How to manage a distributed engineering team

More and more companies are hiring team members for remote work or have the challenge of working with offices in other locations. We explain the challenges you'll face with a distributed engineering team and how to build a stronger team, despite the distance.

managing_a_global_team

Challenges for distributed engineering teams

  • Communication. Different time zones and barriers to communication block collaboration.
  • Trust. Remote team members say it is tough to build trust without in-person team building.
  • Culture.Different cultures between locales and departments leads to miscommunication.
  • Management. It's difficult to manage tasks, performance, and team goals for everyone.

Don't worry if these challenges seem like too much to overcome. There are also big upsides to collaborating outside of a traditional environment - a single team in a single office! Most companies with distributed teams claim they save time and money because of lower production costs and accelerated development time. Here are some tips to make it work for your team, too.

Benefits of distributed engineering teams

  • Productivity. Different locations give longer office hours and quiet work time for engineers.
  • Efficiency. Your production costs are lower thanks to faster development and iterations.
  • Faster development. Distributed teams are faster due to better productivity and efficiency.

Make sure that your team gets product development benefits with the right training, travel plans, tools, goals and rewards. We have 5 resources and tips for each of these areas, below.

Choose the best and train everyone

Before you even consider training your engineers, make sure you pick the right people to join your team. Know that remote engineers will need to be especially self-motivated and good at communication. Once you handpick the right team members, make sure you train them with the overall company vision. This is a step that a lot of technical teams miss. The more someone understands your vision and goals, the smarter the decisions they can make on their own. Training is also a great way to build leadership in locations where you can't be present all the time. You'll need engineers ready to step up and help with evaluations, which we'll discuss later.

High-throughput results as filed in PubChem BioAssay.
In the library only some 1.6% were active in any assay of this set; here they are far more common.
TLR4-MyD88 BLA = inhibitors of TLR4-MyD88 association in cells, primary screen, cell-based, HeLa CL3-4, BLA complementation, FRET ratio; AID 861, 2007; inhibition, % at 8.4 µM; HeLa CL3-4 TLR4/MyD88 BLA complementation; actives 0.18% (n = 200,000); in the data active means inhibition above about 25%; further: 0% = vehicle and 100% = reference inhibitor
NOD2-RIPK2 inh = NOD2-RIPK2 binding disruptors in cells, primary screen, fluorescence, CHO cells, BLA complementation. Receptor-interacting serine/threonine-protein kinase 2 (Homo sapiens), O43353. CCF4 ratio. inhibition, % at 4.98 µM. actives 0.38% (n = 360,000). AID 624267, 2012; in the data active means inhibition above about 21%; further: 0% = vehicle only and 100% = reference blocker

Training resources: Managing a Geographically Dispersed Team

Plan face-to-face meetups

Small teams should try to get together, face-to-face, every few months. Building trust and cohesion will always be a struggle. A full team quarterly meetup may cost too much for larger teams. However, managers can still plan travel schedules that get them in front of their distributed offices every few months or when you're nearby visiting clients. It is well worth the extra trouble because of how much it boosts communication. You should also consider rewarding your top performing engineers with a rotation for a few weeks in a different office to encourage team building outside of management.

Team building resources: 4 things you need to know about managing a remote team

Tailor your tools for your team

Make sure you choose something that fits your team. For example, CAD file management is a real issue for teams spread across multiple offices. Be sure to look for cloud-based PDM tools, which scale easily with your team no matter where you are and allow you to avoid IT costs. You can learn a lot from the tech team at HelpScout, which recommend a hierarchy of communication tools. It's important to keep tools to a minimum and set a guidelines for what information is shared through what channel. Engineering teams have the added challenge of needing to communicate in 3D, so don't forget an easy CAD-sharing tool.

Communication tools: What's wrong with sharing CAD files with Dropbox?

Get out of your engineers' way

No micromanaging. It's tempting to want to monitor everything your team does if you can't be there to manage them in person. However, that will not be effective and it will end up annoying your engineers. It's better to create a clear set of goals, both short and long term, and then mark your team's progress based on those metrics and deliverables instead of activities. It will help you set expectations and make it easy to check-in and communicate. Another big benefit of this style is that it sets up your team to make decisions when you can't be there for advice. When your team makes smart decisions and focuses on delivering on product milestones, everyone wins.

Goal setting resources: Manage by deliverables, not by activities 

Ease evaluations and reward results

Now that you have a clear set of goals for your engineers, create a system for evaluation and rewards. When teams don't share a location or haven't met face to face, they have a harder time commenting on the performance of their fellow team members. This means someone could be under or over performing without you knowing about it. If you schedule check-ins at product milestones and ask for individual progress, you'll gain better visibility into each team members contributions. CAD collaboration tools can also offer insight into who is pushing improvements and fixing file conflicts. High-level rewards will reinforce the efforts of top performers. It's best to make them surprises or change the system up frequently to keep things effective and worthwhile.

Evaluation and reward resources:  The Myth of the Bell Curve, Look for Hyper Performers

It's worth the effort to make your distributed engineering teams work well. Otherwise, you'll be missing out on a wealth of talent and an opportunity to streamline your product development. What are your biggest collaboration challenges? Let us know in the comments.

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  • Excellent writing Sara; nothing but good information here. Trust and cohesion is just good business no matter where you go. However, in engineering its paramount!